Films — Animation 
  • Many Disney characters go barefoot:
    • Aladdin. Even after the first movie, Aladdin still wears that old clothing of his. By the third movie however he starts wearing shoes with his old clothing.
    • Tarzan, not surprisingly, given that Tarzan lives in the jungle and is a case of "Does Not Wear Clothes". Shortly after meeting him, Jane ditches her boots and becomes a barefooter as well, (partly due to losing one during her first interaction with him) as seen in the follow-up series The Legend of Tarzan .
    • Esmeralda in The Hunchback of Notre Dame wore shoes in Hugo's novel (though her outfit was "tinsel and rags,") but goes barefoot in the Disney Animated Canon version. In the sequel, she gains a pair of shoes - presumably as she's now married to Phoebus, and can now afford a pair.
    • Kida in Atlantis: The Lost Empire. Like Esmeralda, she ended up wearing shoes in the sequel. Also, Word of God actually confirmed that Kida was actually wearing Greco-Roman-style sandals at the end of the first film (they are hidden underneath her dress, and are the same shade of tan as her skin, but darker).
    • The title character in Pocahontas. And yes, she too ended up wearing shoes in the sequel (and at the theme parks, along with the two mentioned above). Seem to be seeing a pattern here with Disney Sequel Barefooters?
    • Aurora in Sleeping Beauty, at least as humble peasant girl "Briar Rose." When she gets her princess outfit and goes to the palace, then she's got shoes.
    • Giselle in Enchanted, though mainly just in the animated segments. Possibly a direct reference to Aurora. However, while she wears shoes in the live action bits, Giselle takes them off in the climax and faces off against Narissa in her bare feet. Nancy later finds one of her shoes on the floor and the prince puts it on Nancy's foot, referencing Cinderella.
    • Once she gets feet, Ariel in The Little Mermaid (1989) goes barefoot more often than she wears shoes. Her daughter Melody in the sequel is a dedicated barefooter, only wearing shoes when she's forced to.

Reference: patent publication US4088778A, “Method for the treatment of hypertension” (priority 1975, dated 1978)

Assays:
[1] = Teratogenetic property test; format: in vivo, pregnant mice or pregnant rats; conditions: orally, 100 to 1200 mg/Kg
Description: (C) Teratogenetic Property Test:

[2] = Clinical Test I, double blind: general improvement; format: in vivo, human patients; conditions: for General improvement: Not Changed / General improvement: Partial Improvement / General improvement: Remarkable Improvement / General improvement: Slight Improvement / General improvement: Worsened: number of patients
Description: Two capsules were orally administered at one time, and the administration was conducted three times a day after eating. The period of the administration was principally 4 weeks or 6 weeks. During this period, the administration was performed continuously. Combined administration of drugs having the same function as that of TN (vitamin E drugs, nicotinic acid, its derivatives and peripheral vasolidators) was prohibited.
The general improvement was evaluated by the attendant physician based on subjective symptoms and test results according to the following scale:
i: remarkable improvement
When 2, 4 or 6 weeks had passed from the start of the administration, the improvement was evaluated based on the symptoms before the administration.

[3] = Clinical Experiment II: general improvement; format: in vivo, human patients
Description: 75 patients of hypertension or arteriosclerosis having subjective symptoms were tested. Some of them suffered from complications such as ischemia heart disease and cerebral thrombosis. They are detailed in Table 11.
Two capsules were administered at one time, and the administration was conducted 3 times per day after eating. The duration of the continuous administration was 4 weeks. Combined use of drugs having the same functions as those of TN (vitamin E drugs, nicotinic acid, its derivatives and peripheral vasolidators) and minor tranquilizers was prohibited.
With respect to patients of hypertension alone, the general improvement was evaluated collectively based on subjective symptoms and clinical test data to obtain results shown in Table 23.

• The former carries this character trait into her appearance in Ralph Breaks the Internet, where she's revealed to be barefoot when wearing not just her new casual clothes, but also her standard pink dress!
    • Rapunzel in Tangled. Of the youthful innocence variety — plus she's just never needed shoes due to never leaving her tower. (Yet, for some reason, there are many Rapunzel dolls that come with shoes on her feet.) Coincidentally, Rapunzel's voice actress, Mandy Moore, goes barefoot a lot in Real Life.
    • Mowgli from The Jungle Book (1967), being a Wild Child.
    • Lilo and Nani from Lilo & Stitch normally don't wear shoes at home, likely due to the Hawaiian tradition of going barefoot.
    • Mama Odie from The Princess and the Frog. Justified, since she is blind and possibly needs them bare.
    • Ralph from Wreck-It Ralph doesn't wear shoes, even when attending Felix's wedding as his best man. Part of it is probably to enforce his "Wild Man" character design, but it might also be because his feet are enormous. The one time he does wear any kind of footwear, is when he's disguised as a Hero's Duty Marine.